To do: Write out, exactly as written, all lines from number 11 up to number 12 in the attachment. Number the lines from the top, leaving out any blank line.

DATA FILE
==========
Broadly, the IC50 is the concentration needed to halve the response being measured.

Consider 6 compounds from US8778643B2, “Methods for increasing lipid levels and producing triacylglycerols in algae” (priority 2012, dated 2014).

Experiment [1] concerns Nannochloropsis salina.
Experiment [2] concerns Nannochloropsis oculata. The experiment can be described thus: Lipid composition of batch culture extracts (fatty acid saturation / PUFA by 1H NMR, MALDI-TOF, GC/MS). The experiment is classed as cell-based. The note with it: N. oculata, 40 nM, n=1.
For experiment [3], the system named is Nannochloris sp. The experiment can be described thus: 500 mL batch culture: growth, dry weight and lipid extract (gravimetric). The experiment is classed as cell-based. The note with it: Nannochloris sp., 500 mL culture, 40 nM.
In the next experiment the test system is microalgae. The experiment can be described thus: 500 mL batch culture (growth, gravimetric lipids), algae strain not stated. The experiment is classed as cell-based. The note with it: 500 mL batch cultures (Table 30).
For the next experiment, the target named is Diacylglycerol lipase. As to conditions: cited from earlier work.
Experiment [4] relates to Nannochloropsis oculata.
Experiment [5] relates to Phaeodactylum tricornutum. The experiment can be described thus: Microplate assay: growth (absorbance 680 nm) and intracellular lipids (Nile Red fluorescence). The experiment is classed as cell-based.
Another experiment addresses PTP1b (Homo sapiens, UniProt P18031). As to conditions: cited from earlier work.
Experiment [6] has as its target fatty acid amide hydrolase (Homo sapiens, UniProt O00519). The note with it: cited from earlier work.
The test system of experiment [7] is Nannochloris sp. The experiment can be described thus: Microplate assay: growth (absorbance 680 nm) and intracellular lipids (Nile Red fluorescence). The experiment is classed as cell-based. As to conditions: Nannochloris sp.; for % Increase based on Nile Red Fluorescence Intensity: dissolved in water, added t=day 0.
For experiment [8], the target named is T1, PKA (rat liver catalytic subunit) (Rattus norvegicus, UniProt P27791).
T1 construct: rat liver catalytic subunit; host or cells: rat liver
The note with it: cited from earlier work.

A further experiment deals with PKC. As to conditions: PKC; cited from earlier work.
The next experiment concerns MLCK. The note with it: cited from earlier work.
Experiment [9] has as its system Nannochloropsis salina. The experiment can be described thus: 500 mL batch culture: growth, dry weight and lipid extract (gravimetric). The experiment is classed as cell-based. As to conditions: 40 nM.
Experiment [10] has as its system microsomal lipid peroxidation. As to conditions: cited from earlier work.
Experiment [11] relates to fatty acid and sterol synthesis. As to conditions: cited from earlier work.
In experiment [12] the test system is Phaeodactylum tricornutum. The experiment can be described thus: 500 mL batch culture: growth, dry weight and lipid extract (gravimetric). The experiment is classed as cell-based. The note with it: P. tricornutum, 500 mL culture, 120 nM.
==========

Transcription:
Experiment [6] has as its target fatty acid amide hydrolase (Homo sapiens, UniProt O00519). The note with it: cited from earlier work.
The test system of experiment [7] is Nannochloris sp. The experiment can be described thus: Microplate assay: growth (absorbance 680 nm) and intracellular lipids (Nile Red fluorescence). The experiment is classed as cell-based. As to conditions: Nannochloris sp.; for % Increase based on Nile Red Fluorescence Intensity: dissolved in water, added t=day 0.